Understanding how intra-annual stem growth responds to atmospheric and soil conditions is essential for assessing the effects of climate extremes on forest productivity. However, it is unclear to what extent species growth patterns and climate responses are aligned within a community.
In a study published in New Phytologist, researchers from Xishuangbanna Tropical Botanical Garden (XTBG) and their collaborators from Wageningen University and Research studied intra-annual stem growth and its climatic drivers for 14 common tree species in a montane, subtropical forest with a monsoon climate. They aimed to identify the role of atmospheric conditions and soil moisture in driving intra-annual stem growth variation – both timing and magnitude – of a tree community in a montane subtropical forest.
The researchers monitored stem growth at 10-min resolution of 27 trees belonging to 14 species over five years in a subtropical evergreen broadleaf forest at the Ailao Mountains. They quantified diel and seasonal stem growth patterns, verified to what extent observed growth patterns are consistent across study species and tested underlying climatic drivers.
They found that seasonal growth patterns were mainly driven by temperature and VPD in this tree community, and that stem growth during the day mainly occurred before dawn associated with low vapour pressure deficit (VPD). The species largely differed in absolute stem growth rates, but diel and seasonal growth patterns were strikingly similar. Trees mainly grew before dawn when VPD was low.Over a year, trees mainly grew during May–August when climate conditions were warm and moist.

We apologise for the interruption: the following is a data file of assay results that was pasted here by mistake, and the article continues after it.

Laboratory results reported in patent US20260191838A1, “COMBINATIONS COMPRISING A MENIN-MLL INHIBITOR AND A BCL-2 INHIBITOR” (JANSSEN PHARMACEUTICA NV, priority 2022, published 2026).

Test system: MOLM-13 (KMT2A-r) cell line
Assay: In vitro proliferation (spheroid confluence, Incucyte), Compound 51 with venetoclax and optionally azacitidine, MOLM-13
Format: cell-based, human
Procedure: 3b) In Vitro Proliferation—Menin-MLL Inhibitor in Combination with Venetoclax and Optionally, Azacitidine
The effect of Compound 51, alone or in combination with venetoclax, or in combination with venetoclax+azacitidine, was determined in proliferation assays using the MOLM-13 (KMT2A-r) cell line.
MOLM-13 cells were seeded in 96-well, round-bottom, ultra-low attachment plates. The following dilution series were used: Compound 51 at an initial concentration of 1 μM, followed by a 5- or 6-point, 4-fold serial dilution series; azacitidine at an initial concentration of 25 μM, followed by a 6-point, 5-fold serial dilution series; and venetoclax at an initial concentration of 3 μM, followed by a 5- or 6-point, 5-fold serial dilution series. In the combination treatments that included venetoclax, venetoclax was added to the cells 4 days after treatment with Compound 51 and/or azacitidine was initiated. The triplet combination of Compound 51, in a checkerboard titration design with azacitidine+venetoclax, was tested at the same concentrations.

Growth–climate analyses at various temporal scales confirmed that atmospheric conditions (VPD and temperature) strongly determined when stem growth occurred during the day and the year. However, the rate of stem growth was mainly determined by temperature, and much less by moisture conditions. Temperature not only favoured stem growth at the seasonal scale but also increased diel growth rate when moisture availability permitted growth.
"We present one of the first community-level studies of intra-annual stem growth in a species-rich forest," said FAN Zexin of XTBG.
The study was supported by the National Natural Science Foundation of China and the China Scholarship Council.
FAN Zexin Ph.D Principal Investigator
Key Laboratory of Tropical Forest Ecology, Xishuangbanna Tropical Botanical Garden, Chinese Academy of Sciences, Mengla, Yunnan 666303, China
First published: 22 September 2023
Ailaoshan subtropical forest. (Image by XTBG)